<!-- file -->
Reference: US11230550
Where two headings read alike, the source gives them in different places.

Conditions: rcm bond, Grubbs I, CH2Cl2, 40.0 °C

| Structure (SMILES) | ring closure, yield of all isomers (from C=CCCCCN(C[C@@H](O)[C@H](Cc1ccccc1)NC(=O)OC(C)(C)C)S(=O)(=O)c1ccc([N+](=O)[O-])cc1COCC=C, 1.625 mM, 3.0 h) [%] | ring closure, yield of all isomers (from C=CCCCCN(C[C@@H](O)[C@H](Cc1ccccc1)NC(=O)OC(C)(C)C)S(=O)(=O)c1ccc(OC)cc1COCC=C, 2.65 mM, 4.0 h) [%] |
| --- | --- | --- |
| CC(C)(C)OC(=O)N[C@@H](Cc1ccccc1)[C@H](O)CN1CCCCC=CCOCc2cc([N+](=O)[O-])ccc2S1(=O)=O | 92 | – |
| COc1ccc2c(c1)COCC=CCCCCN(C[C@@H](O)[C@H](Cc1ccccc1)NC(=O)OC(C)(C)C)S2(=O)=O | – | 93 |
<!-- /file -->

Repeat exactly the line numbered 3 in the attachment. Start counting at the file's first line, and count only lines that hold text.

Conditions: rcm bond, Grubbs I, CH2Cl2, 40.0 °C